Quotations About / On: MONEY
When a fellow says, it hain't the money but the principle o' the thing, it's th' money.
(Kin Hubbard (F. [Frank] Mckinney Hubbard) (1868-1930), U.S. humorist, journalist. Hoss Sense and Nonsense (1926).)
Money won is twice as sweet as money earned.
(Richard Price (b. 1949), U.S. author, screenwriter, and Martin Scorsese. Eddie Felson (Paul Newman), The Color of Money, to his protege, Vincent (Tom Cruise) (1986).)
Put not your trust in money, but put your money in trust.
(Oliver Wendell Holmes, Sr. (1809-1894), U.S. writer, physician. The Autocrat of the Breakfast-Table, ch. 2 (1858).)
I love money, but will money ever love me in return?
(Mason Cooley (b. 1927), U.S. aphorist. City Aphorisms, Fourth Selection, New York (1987).)
We must have more money, that's all there is to it. There must be more money.
(Anthony Pélissier. The constant complaint of the spendthrift Mrs. Grahame (1949).
From the short story by D.H. Lawrence.)
If there's no money in poetry, neither is there poetry in money.
(Robert Graves (1895-1985), British poet, novelist. speech, Dec. 6, 1963, London School of Economics. "Mammon," Mammon and the Black Goddess (1965).)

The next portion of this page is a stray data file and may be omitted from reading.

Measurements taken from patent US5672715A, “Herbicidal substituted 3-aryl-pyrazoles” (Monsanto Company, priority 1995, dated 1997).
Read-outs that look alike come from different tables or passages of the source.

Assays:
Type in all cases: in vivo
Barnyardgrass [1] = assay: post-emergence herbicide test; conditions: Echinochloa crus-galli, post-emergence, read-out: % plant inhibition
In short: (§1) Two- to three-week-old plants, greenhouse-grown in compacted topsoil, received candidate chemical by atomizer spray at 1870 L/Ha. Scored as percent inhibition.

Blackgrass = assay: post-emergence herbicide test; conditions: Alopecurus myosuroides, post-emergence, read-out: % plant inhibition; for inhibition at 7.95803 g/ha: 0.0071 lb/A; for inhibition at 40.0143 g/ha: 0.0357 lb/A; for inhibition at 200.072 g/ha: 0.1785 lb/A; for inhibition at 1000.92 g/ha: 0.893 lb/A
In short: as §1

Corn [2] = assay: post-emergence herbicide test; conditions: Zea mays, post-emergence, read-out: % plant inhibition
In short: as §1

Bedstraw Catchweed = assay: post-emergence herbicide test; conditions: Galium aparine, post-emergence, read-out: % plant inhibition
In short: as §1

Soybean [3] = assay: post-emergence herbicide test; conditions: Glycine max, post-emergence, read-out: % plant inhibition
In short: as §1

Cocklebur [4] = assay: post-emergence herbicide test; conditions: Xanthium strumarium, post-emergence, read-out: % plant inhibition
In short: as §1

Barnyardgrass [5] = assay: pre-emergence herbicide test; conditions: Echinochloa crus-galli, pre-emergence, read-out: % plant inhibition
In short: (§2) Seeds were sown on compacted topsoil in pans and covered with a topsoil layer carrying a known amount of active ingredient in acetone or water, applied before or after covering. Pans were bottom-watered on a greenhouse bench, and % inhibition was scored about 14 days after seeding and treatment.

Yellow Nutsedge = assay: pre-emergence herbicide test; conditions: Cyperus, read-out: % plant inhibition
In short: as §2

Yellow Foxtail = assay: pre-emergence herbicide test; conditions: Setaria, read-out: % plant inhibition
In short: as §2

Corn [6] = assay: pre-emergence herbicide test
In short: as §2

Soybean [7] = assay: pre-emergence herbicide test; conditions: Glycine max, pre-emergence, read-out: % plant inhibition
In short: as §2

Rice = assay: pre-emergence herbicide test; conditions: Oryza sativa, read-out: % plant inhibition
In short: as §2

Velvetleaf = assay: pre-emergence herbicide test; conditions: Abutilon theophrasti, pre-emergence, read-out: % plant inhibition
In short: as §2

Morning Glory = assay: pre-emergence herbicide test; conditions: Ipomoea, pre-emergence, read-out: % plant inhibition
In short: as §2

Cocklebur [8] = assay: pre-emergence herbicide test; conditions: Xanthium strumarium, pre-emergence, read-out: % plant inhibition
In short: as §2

Hollywood money isn't money. It's congealed snow, melts in your hand, and there you are.
(Dorothy Parker (1893-1967), U.S. humorous writer. Interview in Writers at Work, First Series, ed. Malcolm Cowley (1958).)
Money is a better tonic than Geritol.
(Mason Cooley (b. 1927), U.S. aphorist. City Aphorisms, Fourteenth Selection, New York (1994).)
What is there that money will not do?
(Anthony Trollope (1815-1882), British novelist. Lady Carbury, in The Way We Live Now, vol. 2, ch. xx, London, Chapman and Hall (1875).)
Money: power at its most liquid.
(Mason Cooley (b. 1927), U.S. aphorist. City Aphorisms, Fifth Selection, New York (1988).)